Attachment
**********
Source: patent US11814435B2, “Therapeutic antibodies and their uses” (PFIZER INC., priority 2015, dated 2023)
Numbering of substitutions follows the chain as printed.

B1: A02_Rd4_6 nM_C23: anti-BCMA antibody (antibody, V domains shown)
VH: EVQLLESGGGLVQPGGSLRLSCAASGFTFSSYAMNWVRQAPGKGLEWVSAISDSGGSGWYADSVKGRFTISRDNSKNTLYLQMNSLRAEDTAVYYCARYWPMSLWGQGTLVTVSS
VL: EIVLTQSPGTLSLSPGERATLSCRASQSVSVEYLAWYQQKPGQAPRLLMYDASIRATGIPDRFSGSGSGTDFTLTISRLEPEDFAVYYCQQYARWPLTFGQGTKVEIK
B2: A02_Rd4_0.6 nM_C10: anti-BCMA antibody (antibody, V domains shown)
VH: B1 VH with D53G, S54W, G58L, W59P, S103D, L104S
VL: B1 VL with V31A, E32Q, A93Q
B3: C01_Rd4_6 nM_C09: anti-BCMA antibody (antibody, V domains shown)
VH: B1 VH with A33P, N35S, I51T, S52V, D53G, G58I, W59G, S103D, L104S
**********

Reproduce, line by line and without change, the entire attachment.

Source: patent US11814435B2, “Therapeutic antibodies and their uses” (PFIZER INC., priority 2015, dated 2023)
Numbering of substitutions follows the chain as printed.

B1: A02_Rd4_6 nM_C23: anti-BCMA antibody (antibody, V domains shown)
VH: EVQLLESGGGLVQPGGSLRLSCAASGFTFSSYAMNWVRQAPGKGLEWVSAISDSGGSGWYADSVKGRFTISRDNSKNTLYLQMNSLRAEDTAVYYCARYWPMSLWGQGTLVTVSS
VL: EIVLTQSPGTLSLSPGERATLSCRASQSVSVEYLAWYQQKPGQAPRLLMYDASIRATGIPDRFSGSGSGTDFTLTISRLEPEDFAVYYCQQYARWPLTFGQGTKVEIK
B2: A02_Rd4_0.6 nM_C10: anti-BCMA antibody (antibody, V domains shown)
VH: B1 VH with D53G, S54W, G58L, W59P, S103D, L104S
VL: B1 VL with V31A, E32Q, A93Q
B3: C01_Rd4_6 nM_C09: anti-BCMA antibody (antibody, V domains shown)
VH: B1 VH with A33P, N35S, I51T, S52V, D53G, G58I, W59G, S103D, L104S